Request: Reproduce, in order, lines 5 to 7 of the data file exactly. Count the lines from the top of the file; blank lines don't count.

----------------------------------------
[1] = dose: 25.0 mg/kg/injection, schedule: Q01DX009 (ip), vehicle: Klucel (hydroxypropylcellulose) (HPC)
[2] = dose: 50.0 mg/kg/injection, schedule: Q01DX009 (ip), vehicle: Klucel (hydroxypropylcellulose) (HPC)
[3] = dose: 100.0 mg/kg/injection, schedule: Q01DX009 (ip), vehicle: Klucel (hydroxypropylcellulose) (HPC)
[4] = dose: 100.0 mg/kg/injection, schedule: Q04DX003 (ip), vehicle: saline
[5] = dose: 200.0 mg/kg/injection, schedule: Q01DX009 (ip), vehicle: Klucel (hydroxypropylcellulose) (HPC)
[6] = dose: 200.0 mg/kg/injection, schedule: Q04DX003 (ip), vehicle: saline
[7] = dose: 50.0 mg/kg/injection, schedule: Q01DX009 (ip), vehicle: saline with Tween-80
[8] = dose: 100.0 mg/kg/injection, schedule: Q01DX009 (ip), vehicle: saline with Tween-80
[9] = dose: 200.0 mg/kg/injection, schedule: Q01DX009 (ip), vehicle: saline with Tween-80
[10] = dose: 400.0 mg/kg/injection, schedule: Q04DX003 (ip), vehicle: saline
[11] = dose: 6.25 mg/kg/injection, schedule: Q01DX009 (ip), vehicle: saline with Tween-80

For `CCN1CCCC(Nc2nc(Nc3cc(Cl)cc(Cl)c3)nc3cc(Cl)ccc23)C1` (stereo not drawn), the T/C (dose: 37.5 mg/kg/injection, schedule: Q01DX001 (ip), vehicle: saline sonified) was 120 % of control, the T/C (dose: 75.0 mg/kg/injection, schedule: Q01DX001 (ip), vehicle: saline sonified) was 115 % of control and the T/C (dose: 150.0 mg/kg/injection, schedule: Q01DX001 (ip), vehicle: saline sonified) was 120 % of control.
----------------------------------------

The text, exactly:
[5] = dose: 200.0 mg/kg/injection, schedule: Q01DX009 (ip), vehicle: Klucel (hydroxypropylcellulose) (HPC)
[6] = dose: 200.0 mg/kg/injection, schedule: Q04DX003 (ip), vehicle: saline
[7] = dose: 50.0 mg/kg/injection, schedule: Q01DX009 (ip), vehicle: saline with Tween-80